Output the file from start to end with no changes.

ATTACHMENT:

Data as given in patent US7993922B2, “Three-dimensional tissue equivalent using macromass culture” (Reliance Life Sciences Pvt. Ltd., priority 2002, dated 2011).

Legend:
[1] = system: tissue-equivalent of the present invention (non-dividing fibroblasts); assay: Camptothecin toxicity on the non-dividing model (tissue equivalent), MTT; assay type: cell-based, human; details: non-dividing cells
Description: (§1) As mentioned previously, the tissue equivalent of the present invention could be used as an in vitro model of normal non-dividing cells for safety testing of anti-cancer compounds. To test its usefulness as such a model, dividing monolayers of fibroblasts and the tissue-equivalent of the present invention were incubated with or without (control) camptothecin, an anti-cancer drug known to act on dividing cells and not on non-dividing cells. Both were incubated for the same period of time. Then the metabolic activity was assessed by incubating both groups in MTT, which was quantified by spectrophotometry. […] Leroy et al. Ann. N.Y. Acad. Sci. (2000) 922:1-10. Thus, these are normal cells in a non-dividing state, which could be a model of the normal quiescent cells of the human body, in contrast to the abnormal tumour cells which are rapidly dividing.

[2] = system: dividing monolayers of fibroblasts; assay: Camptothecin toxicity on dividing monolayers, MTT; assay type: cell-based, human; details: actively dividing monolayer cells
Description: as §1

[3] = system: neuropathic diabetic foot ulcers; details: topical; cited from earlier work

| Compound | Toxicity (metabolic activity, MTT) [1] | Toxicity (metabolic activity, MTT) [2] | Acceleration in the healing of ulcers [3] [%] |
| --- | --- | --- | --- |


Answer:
Data as given in patent US7993922B2, “Three-dimensional tissue equivalent using macromass culture” (Reliance Life Sciences Pvt. Ltd., priority 2002, dated 2011).

Legend:
[1] = system: tissue-equivalent of the present invention (non-dividing fibroblasts); assay: Camptothecin toxicity on the non-dividing model (tissue equivalent), MTT; assay type: cell-based, human; details: non-dividing cells
Description: (§1) As mentioned previously, the tissue equivalent of the present invention could be used as an in vitro model of normal non-dividing cells for safety testing of anti-cancer compounds. To test its usefulness as such a model, dividing monolayers of fibroblasts and the tissue-equivalent of the present invention were incubated with or without (control) camptothecin, an anti-cancer drug known to act on dividing cells and not on non-dividing cells. Both were incubated for the same period of time. Then the metabolic activity was assessed by incubating both groups in MTT, which was quantified by spectrophotometry. […] Leroy et al. Ann. N.Y. Acad. Sci. (2000) 922:1-10. Thus, these are normal cells in a non-dividing state, which could be a model of the normal quiescent cells of the human body, in contrast to the abnormal tumour cells which are rapidly dividing.

[2] = system: dividing monolayers of fibroblasts; assay: Camptothecin toxicity on dividing monolayers, MTT; assay type: cell-based, human; details: actively dividing monolayer cells
Description: as §1

[3] = system: neuropathic diabetic foot ulcers; details: topical; cited from earlier work

| Compound | Toxicity (metabolic activity, MTT) [1] | Toxicity (metabolic activity, MTT) [2] | Acceleration in the healing of ulcers [3] [%] |
| --- | --- | --- | --- |